1. I just set up a free video sharing site through magnify.net called designtube.magnify.net and they have google adsense ads all over my site. Magnify offers to display their google ads 50% of the time and mine 50% of the time if I supply my adsense id. I applied to adsense for an id but they knocked me back stating that the site was outside their guidelines. What? The ads are already approved by google for magnify.net to display on that site. I just wanted a piece of the existing adsense action. To hell with you google adsense, I have no choice but to take this personally. That’s why I hate adsense.

  2. I hate the f*cking ugly google ads…if they can only make it look better then i would be fine with it… but darn… it’s f*cking ugly…

  3. Great list! For those of you looking for an AdSense alternative, I highly recommend WidgetBucks. I’ve been earning almost twice as much with WidgetBucks compared to AdSense. Plus, the ads are optimized for WordPress, Blogger, and even TypePad. Check out this WidgetBucks review for some more info.

  4. All of the area about what I hate about Google Adsense has been covered Google just want you to sign up with their Adsense and thats it. Rather go with Adwords to increase traffic and generate income with less Google Adsense.

  5. 1 – If you try to set up an Adwords account after midnight you often get this message: “We apologize for the inconvenience, but we are unable to process your request at this time. Our engineers have been notified of this problem and will work to resolve it. Please note that using your browser’s back button in AdWords can increase the likelihood of errors. If you think this was the cause of your error, please try again without using the back button.”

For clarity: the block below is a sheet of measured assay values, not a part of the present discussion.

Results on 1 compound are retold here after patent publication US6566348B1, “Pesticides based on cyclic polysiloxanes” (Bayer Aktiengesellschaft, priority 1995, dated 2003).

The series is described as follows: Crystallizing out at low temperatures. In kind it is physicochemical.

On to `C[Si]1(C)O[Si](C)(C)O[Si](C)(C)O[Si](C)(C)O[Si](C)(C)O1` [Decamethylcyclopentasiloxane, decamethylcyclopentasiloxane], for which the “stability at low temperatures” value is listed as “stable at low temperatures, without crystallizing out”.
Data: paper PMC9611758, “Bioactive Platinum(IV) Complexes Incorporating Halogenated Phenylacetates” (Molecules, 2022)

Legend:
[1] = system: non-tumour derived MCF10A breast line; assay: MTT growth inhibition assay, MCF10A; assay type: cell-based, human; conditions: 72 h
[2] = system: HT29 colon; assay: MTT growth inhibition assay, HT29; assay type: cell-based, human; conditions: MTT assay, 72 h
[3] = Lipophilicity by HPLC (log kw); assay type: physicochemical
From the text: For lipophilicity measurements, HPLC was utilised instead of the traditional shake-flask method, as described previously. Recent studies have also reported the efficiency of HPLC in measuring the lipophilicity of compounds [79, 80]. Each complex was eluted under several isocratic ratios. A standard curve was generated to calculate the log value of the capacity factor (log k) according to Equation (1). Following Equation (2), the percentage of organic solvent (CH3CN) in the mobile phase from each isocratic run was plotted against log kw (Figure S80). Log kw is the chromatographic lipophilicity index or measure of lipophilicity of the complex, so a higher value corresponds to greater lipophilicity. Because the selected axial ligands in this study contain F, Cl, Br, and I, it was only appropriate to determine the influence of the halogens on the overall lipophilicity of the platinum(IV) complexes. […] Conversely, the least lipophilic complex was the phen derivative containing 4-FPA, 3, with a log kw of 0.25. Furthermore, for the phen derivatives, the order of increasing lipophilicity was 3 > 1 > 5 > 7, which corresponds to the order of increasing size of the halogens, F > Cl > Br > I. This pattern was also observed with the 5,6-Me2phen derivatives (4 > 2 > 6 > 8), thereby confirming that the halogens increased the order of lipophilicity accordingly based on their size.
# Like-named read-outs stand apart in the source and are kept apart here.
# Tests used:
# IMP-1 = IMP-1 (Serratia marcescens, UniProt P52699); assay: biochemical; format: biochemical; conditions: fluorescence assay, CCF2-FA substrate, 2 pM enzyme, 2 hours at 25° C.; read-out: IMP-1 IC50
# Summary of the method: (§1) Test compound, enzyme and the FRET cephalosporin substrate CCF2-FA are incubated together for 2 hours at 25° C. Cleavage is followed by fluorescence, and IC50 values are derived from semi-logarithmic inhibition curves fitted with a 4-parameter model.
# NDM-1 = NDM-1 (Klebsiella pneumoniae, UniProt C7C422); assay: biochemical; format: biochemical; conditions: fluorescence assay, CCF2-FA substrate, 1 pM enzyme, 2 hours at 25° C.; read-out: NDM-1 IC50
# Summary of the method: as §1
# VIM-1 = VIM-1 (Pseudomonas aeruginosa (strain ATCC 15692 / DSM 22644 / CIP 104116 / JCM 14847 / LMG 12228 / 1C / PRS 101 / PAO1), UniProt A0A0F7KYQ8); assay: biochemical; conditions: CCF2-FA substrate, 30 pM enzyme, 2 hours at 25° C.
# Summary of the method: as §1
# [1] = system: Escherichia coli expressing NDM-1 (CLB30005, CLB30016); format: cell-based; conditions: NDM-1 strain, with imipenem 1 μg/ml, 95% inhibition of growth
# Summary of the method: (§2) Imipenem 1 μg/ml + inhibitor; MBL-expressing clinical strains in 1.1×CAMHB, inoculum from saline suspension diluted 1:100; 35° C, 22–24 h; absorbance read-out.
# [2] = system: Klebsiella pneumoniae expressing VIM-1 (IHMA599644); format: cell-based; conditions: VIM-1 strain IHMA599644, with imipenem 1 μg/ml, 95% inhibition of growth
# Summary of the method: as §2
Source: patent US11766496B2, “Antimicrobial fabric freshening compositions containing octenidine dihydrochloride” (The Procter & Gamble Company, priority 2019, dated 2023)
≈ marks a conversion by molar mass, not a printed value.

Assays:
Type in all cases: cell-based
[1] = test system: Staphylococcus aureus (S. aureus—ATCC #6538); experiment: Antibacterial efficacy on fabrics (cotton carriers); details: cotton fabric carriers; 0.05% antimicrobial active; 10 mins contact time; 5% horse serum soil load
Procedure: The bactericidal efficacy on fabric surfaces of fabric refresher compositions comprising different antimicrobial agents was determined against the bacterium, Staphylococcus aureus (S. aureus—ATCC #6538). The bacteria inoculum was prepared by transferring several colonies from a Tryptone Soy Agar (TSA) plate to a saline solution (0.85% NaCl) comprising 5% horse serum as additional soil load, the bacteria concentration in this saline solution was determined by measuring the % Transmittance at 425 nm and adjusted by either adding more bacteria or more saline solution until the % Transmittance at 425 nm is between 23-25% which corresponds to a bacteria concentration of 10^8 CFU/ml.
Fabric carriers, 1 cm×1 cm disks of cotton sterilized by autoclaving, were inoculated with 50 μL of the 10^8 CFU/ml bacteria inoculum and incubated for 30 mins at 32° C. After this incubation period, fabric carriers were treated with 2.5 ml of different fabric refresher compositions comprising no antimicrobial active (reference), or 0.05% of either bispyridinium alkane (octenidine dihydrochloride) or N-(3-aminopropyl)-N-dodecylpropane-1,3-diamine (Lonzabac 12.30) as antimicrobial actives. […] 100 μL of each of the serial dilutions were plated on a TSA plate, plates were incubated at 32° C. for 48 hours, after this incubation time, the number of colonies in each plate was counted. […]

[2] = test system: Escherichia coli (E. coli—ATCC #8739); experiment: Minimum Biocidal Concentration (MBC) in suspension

2 – Their search engine is rapidly becoming a dinosaur. The way their search engine is set up forces you to start out with a broad search. You then have to remove many items that were posted between 2000 and 2007. Their search engine should only search for the most recent postings on any topic. They could set up a separate GOOGLE.COM/Archives site. Also any site that is reduntant or hasn’t had any activity in the last year should be removed.

  6. I’ll take the bait. 😉

    If the complaint is that Adsense should not be allowed to display on sites that display syndicated content with the aim of getting some ad revenue, then bear in mind that the content of other people’s sites also appears on technorati with Adsense ads right alongside.